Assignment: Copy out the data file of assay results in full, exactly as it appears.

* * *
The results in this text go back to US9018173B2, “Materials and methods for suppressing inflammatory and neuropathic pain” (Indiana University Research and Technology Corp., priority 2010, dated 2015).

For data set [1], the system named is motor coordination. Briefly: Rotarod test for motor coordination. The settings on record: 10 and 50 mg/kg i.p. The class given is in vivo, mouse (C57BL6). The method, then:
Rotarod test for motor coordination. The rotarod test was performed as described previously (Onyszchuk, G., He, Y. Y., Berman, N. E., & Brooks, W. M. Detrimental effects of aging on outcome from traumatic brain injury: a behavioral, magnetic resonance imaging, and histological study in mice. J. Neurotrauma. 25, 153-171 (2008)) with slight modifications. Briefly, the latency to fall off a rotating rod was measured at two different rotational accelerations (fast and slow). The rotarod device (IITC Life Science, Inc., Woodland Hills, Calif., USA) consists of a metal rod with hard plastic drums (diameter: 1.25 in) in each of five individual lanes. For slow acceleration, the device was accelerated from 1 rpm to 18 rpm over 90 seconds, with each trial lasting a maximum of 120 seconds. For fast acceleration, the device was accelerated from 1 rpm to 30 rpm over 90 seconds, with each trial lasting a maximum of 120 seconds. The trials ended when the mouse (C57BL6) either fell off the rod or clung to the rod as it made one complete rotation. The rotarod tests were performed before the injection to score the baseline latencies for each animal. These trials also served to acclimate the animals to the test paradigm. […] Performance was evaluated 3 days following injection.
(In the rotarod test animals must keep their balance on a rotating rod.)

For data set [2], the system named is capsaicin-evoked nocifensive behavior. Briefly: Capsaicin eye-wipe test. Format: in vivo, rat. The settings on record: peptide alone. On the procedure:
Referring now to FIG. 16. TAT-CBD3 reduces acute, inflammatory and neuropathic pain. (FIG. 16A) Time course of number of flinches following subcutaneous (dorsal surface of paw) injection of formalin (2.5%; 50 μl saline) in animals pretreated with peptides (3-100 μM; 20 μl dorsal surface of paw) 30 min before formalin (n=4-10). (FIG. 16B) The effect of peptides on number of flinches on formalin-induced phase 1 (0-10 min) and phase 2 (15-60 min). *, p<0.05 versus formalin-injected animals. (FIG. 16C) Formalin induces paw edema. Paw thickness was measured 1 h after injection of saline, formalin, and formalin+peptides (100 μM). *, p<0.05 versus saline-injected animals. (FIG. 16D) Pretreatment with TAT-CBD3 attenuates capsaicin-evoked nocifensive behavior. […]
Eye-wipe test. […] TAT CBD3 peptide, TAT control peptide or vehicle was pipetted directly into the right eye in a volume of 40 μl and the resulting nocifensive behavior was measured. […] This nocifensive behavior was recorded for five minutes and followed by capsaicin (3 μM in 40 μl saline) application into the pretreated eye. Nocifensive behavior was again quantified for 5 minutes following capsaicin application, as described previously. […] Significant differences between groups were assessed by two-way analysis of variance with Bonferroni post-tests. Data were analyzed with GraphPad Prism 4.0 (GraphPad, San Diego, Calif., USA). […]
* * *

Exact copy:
The results in this text go back to US9018173B2, “Materials and methods for suppressing inflammatory and neuropathic pain” (Indiana University Research and Technology Corp., priority 2010, dated 2015).

For data set [1], the system named is motor coordination. Briefly: Rotarod test for motor coordination. The settings on record: 10 and 50 mg/kg i.p. The class given is in vivo, mouse (C57BL6). The method, then:
Rotarod test for motor coordination. The rotarod test was performed as described previously (Onyszchuk, G., He, Y. Y., Berman, N. E., & Brooks, W. M. Detrimental effects of aging on outcome from traumatic brain injury: a behavioral, magnetic resonance imaging, and histological study in mice. J. Neurotrauma. 25, 153-171 (2008)) with slight modifications. Briefly, the latency to fall off a rotating rod was measured at two different rotational accelerations (fast and slow). The rotarod device (IITC Life Science, Inc., Woodland Hills, Calif., USA) consists of a metal rod with hard plastic drums (diameter: 1.25 in) in each of five individual lanes. For slow acceleration, the device was accelerated from 1 rpm to 18 rpm over 90 seconds, with each trial lasting a maximum of 120 seconds. For fast acceleration, the device was accelerated from 1 rpm to 30 rpm over 90 seconds, with each trial lasting a maximum of 120 seconds. The trials ended when the mouse (C57BL6) either fell off the rod or clung to the rod as it made one complete rotation. The rotarod tests were performed before the injection to score the baseline latencies for each animal. These trials also served to acclimate the animals to the test paradigm. […] Performance was evaluated 3 days following injection.
(In the rotarod test animals must keep their balance on a rotating rod.)

For data set [2], the system named is capsaicin-evoked nocifensive behavior. Briefly: Capsaicin eye-wipe test. Format: in vivo, rat. The settings on record: peptide alone. On the procedure:
Referring now to FIG. 16. TAT-CBD3 reduces acute, inflammatory and neuropathic pain. (FIG. 16A) Time course of number of flinches following subcutaneous (dorsal surface of paw) injection of formalin (2.5%; 50 μl saline) in animals pretreated with peptides (3-100 μM; 20 μl dorsal surface of paw) 30 min before formalin (n=4-10). (FIG. 16B) The effect of peptides on number of flinches on formalin-induced phase 1 (0-10 min) and phase 2 (15-60 min). *, p<0.05 versus formalin-injected animals. (FIG. 16C) Formalin induces paw edema. Paw thickness was measured 1 h after injection of saline, formalin, and formalin+peptides (100 μM). *, p<0.05 versus saline-injected animals. (FIG. 16D) Pretreatment with TAT-CBD3 attenuates capsaicin-evoked nocifensive behavior. […]
Eye-wipe test. […] TAT CBD3 peptide, TAT control peptide or vehicle was pipetted directly into the right eye in a volume of 40 μl and the resulting nocifensive behavior was measured. […] This nocifensive behavior was recorded for five minutes and followed by capsaicin (3 μM in 40 μl saline) application into the pretreated eye. Nocifensive behavior was again quantified for 5 minutes following capsaicin application, as described previously. […] Significant differences between groups were assessed by two-way analysis of variance with Bonferroni post-tests. Data were analyzed with GraphPad Prism 4.0 (GraphPad, San Diego, Calif., USA). […]